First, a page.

Sylvain Chauveau: Simple
The forty-one-minute Simple is, in one sense, anything but, as it documents virtually every stylistic path the Brussels-based Frenchman has trod over the course of his career; the fact that the pieces were produced between1998 and 2010 also makes them feel like a bit of a career overview. Its eighteen miniatures, most in the one- to two-minute range, capture many of the composer's sides, from electronic experimenter to classical composer. Diversity is the unifying principle at work, with Chauveau's presence the thread connecting pieces sometimes dramatically far apart, stylistically speaking. Given the pieces' modest length, one might be tempted to think of the album as someone dabbling in various genres, but doing so would impart a wrongful sense of dilettantism to the material and its creator—that they're short pieces shouldn't suggest they aren't serious in intent either (consider how long Satie's miniatures have endured). The album often exudes an emotionalism redolent of soundtrack composing, and as it turns out almost all of the material derives from Chauveau film scores (Thomas de Thier's Des Plumes dans la tête, Sarah Bouyain's Notre étrangère, and HR Boe's Beast and Alting Bliver Godt Igen).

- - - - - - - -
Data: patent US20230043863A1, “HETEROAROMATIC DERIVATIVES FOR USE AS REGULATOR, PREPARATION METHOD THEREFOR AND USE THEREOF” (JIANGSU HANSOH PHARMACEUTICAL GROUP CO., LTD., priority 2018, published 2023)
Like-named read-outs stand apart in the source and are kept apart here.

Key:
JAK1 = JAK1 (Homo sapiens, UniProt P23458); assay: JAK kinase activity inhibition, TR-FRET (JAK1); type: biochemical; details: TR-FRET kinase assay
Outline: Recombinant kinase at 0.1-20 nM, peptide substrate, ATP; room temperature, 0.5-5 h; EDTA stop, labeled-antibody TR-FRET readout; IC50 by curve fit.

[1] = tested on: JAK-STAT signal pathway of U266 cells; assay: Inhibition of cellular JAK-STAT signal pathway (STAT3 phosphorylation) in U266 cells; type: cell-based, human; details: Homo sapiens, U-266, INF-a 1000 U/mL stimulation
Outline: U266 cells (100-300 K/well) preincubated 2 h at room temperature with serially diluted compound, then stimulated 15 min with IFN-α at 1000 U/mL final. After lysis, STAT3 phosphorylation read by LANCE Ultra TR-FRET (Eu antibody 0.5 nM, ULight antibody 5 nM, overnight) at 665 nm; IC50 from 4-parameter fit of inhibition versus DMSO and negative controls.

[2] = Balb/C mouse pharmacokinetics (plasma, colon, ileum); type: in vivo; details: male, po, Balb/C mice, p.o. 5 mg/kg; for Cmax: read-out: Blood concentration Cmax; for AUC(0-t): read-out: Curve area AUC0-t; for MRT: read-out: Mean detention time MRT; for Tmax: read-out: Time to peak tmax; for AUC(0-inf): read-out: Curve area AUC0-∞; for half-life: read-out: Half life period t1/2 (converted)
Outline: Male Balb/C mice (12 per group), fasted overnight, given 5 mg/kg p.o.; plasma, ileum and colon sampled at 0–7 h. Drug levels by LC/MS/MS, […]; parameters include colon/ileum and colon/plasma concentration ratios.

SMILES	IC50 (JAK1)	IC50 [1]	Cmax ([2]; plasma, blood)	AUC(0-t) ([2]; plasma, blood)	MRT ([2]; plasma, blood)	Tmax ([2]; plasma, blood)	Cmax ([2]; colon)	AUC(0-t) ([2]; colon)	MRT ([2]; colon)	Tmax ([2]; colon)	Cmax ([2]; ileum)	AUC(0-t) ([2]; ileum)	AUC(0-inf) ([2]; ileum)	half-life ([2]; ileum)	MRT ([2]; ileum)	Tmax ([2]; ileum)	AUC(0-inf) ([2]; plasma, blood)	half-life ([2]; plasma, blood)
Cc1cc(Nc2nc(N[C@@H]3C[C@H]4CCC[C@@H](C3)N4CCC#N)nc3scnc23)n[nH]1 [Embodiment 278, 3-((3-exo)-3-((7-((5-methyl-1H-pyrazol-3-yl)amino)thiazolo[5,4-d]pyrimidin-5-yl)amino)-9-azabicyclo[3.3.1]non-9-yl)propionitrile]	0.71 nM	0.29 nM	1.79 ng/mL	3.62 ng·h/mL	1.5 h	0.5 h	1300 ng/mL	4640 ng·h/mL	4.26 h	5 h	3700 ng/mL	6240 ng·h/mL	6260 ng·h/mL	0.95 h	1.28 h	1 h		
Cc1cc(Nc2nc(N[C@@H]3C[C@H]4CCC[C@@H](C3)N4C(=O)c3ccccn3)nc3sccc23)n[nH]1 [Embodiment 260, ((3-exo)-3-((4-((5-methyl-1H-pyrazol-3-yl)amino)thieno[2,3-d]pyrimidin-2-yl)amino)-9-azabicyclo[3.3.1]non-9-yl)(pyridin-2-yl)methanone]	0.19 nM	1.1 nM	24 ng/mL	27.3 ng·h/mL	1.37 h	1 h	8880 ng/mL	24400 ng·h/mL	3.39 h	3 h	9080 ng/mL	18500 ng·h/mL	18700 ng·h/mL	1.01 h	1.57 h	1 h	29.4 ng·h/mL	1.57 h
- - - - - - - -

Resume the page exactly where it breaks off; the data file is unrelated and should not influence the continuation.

As one would expect, the collection includes low-level, ambient-drones rich in vaporous textures (“Noir,” the aptly titled “Anthracite,” “Blanche comme l'infini”), emotive classical-chamber settings for piano and strings that are sometimes mournful but typically pretty (“Des Plumes dans la tête,” “Pour les oiseaux,” and “Situation finale,” which even sneaks a clarinet player in amongst the others). There are also electronic-experimental meditations for guitar and effects (the space-drone “Au nombre des choses” and low-level “Murmure”) and even an effects-free vignette for acoustic and electric guitar (“Notre étrangère”). “Strangers Forever” and “Murmure” could pass for melancholy strings-only excerpts from a Michael Nyman soundtrack. At six minutes, “Within the Orderly Life” is the longest piece, and it's also the album's most luscious, a stirring setting for piano, electronics, and strings that's, in fact, not an original by Chauveau but a Pulseprogramming remix.
The emotional balance tips to the melancholy and ponderous side during “Le Brasier de tristesse,” a wintry setting arranged for piano and cello, and “Blanc,” perhaps the collection's most mournful piece. In the four pieces performed by a forty-piece string orchestra (the Macedonian Radio Symphonic Orchestra), the density of the sound presented offers a stark contrast to the delicate intimacy of the chamber settings. Chauveau's music receives a powerful boost by the orchestral resources in that they bring his talent for infusing his music with melody and emotion into even clearer focus. As a portrait of Chauveau, it would be hard to imagine a more encompassing set than Simple, whose impact, surprisingly, isn't compromised in the least by the brevity of many of its eighteen pieces.